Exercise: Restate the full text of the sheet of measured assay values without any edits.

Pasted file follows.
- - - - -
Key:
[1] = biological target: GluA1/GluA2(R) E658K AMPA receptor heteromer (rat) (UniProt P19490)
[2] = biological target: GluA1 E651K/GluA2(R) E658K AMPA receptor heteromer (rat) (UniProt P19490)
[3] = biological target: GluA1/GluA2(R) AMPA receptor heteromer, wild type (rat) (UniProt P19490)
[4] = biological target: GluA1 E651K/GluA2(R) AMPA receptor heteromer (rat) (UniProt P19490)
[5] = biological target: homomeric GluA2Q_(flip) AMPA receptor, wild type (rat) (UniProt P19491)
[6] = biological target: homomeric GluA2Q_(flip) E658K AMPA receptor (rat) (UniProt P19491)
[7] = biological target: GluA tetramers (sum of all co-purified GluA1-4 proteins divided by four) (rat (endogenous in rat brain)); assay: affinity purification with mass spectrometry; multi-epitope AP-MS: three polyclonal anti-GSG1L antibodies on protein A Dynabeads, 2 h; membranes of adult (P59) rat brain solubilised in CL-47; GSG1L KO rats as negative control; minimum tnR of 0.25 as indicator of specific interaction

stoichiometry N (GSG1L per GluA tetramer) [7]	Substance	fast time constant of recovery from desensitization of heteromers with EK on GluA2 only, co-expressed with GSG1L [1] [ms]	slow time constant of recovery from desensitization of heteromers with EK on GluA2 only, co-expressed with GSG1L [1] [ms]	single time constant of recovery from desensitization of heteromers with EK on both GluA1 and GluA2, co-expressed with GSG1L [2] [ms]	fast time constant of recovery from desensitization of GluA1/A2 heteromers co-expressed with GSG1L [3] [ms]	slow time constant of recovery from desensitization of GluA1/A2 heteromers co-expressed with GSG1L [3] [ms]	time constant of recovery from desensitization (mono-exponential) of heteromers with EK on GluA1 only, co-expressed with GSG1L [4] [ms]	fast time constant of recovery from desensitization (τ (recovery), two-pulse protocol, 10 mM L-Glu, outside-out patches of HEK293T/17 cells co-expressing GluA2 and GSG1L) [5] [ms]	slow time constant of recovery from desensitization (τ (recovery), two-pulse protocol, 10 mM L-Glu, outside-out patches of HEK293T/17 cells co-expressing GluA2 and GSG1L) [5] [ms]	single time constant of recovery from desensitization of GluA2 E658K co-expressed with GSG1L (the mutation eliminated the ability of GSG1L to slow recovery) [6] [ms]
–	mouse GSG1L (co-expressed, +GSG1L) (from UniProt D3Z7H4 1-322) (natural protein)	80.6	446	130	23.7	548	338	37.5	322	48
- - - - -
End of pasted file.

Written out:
Key:
[1] = biological target: GluA1/GluA2(R) E658K AMPA receptor heteromer (rat) (UniProt P19490)
[2] = biological target: GluA1 E651K/GluA2(R) E658K AMPA receptor heteromer (rat) (UniProt P19490)
[3] = biological target: GluA1/GluA2(R) AMPA receptor heteromer, wild type (rat) (UniProt P19490)
[4] = biological target: GluA1 E651K/GluA2(R) AMPA receptor heteromer (rat) (UniProt P19490)
[5] = biological target: homomeric GluA2Q_(flip) AMPA receptor, wild type (rat) (UniProt P19491)
[6] = biological target: homomeric GluA2Q_(flip) E658K AMPA receptor (rat) (UniProt P19491)
[7] = biological target: GluA tetramers (sum of all co-purified GluA1-4 proteins divided by four) (rat (endogenous in rat brain)); assay: affinity purification with mass spectrometry; multi-epitope AP-MS: three polyclonal anti-GSG1L antibodies on protein A Dynabeads, 2 h; membranes of adult (P59) rat brain solubilised in CL-47; GSG1L KO rats as negative control; minimum tnR of 0.25 as indicator of specific interaction

stoichiometry N (GSG1L per GluA tetramer) [7]	Substance	fast time constant of recovery from desensitization of heteromers with EK on GluA2 only, co-expressed with GSG1L [1] [ms]	slow time constant of recovery from desensitization of heteromers with EK on GluA2 only, co-expressed with GSG1L [1] [ms]	single time constant of recovery from desensitization of heteromers with EK on both GluA1 and GluA2, co-expressed with GSG1L [2] [ms]	fast time constant of recovery from desensitization of GluA1/A2 heteromers co-expressed with GSG1L [3] [ms]	slow time constant of recovery from desensitization of GluA1/A2 heteromers co-expressed with GSG1L [3] [ms]	time constant of recovery from desensitization (mono-exponential) of heteromers with EK on GluA1 only, co-expressed with GSG1L [4] [ms]	fast time constant of recovery from desensitization (τ (recovery), two-pulse protocol, 10 mM L-Glu, outside-out patches of HEK293T/17 cells co-expressing GluA2 and GSG1L) [5] [ms]	slow time constant of recovery from desensitization (τ (recovery), two-pulse protocol, 10 mM L-Glu, outside-out patches of HEK293T/17 cells co-expressing GluA2 and GSG1L) [5] [ms]	single time constant of recovery from desensitization of GluA2 E658K co-expressed with GSG1L (the mutation eliminated the ability of GSG1L to slow recovery) [6] [ms]
–	mouse GSG1L (co-expressed, +GSG1L) (from UniProt D3Z7H4 1-322) (natural protein)	80.6	446	130	23.7	548	338	37.5	322	48